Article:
Michigan State and Purdue Look Ahead to Regional Semifinals

March 24, 2009 

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Still Dancing:
After a thrilling opening weekend in the NCAA Championship, the Big Ten has two teams - Michigan State and Purdue - still alive and dancing toward the Sweet Sixteen.

Seeded second in the Midwest Region, the Spartans (28-6) downed Robert Morris and Southern California in the first and second rounds to earn their eighth berth to the Round of 16 in last 12 years. MSU will look to make the 260-mile journey to Indianapolis this Friday where they will take on defending NCAA champion Kansas (27-7) at Lucas Oil Stadium. The winner of that game will face the victor of Louisville and Arizona in Sunday's Elite Eight matchup.

The fifth-seeded Boilermakers fended off a late Washington rally to beat the fourth-seeded Huskies 76-64 Saturday in Portland, Ore., to advance to its first regional semifinals since 2000 and improve to 27-9 overall. The 2009 Big Ten Tournament champion will face top-seeded Connecticut (29-4) on Thursday, in Glendale, Ariz. The two teams will vie for a chance to compete against the winner of the Memphis and Missouri game in the West region's final showdown on Saturday.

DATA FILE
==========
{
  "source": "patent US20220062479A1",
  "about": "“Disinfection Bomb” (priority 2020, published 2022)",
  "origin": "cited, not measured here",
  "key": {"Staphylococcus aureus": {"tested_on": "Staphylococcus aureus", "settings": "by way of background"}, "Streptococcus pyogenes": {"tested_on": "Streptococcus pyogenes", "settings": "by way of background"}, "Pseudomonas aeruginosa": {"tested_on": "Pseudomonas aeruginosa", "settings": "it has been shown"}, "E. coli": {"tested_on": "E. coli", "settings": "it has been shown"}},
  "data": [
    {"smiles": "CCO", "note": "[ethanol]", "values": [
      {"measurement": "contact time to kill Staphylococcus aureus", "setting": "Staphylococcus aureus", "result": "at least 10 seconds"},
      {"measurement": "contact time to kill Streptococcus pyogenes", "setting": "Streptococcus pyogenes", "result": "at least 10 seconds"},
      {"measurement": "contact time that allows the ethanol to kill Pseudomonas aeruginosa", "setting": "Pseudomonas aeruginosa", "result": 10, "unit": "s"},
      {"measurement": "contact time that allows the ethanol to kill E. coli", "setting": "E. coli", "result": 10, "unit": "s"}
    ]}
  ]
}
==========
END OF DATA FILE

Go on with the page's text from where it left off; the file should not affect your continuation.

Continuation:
MOVING FOURWARD: The Big Ten is one of only four conferences with mulitple teams in the `Sweet Sixteen'. The conference ties the ACC (Duke, North Carolina) each with two teams remaining in the field. The Big East has five teams advancing to the Regionals (Pittsburgh, Louisville, Connecticut, Syracuse and Villanova) while three Big 12 teams are still alive (Oklahoma, Kansas and Missouri). Arizona, Gonzaga, Memphis and Xavier round out the remaining contenders in the 16-team field.

TOURNEY'S ELITE: With its berth into the NCAA Regionals, Michigan State becomes one of the elite teams in the nation during the last 12 years. The Spartans are making their eighth appearance in the last 12 years, which is second only to Duke as they make their 10th appearance since 1997.

HOW `SWEET' IT IS: By advancing to the NCAA Regional semifinals, Michigan State is one of only seven teams from the field who is making a consecutive appearance. Memphis leads the field, earning a berth in the last four regional semifinals. The Spartans are tied for third, making it back to the regional semifinals for the second year in a row. MSU joins Louisville, Villanova and Xavier.

Current Most Consecutive Appearances in the `Sweet Sixteen'

4 Memphis 2006-07-08-09
3 Kansas 2007-08-09
2 North Carolina 2007-08-09
2 Louisville 2008-09
2 Villanova 2008-09
2 Xavier 2008-09

The Road to the `Sweet Sixteen': In a conference season highlighted by close contests, the Big Ten played more tight games last weekend. The 11 games in which Big Ten teams competed were decided by an average of 6.64 points, including two overtime contests. Seven games were decided by five or fewer points. The No. 12 seed Wisconsin needed an extra stanza to defeat No. 5 Florida State by two points in the opening round. In an eight vs. nine matchup, Siena needed two overtimes to upend Ohio State--also by a two-point margin. During the conference season, 35 of 99 games were decided by five or fewer points.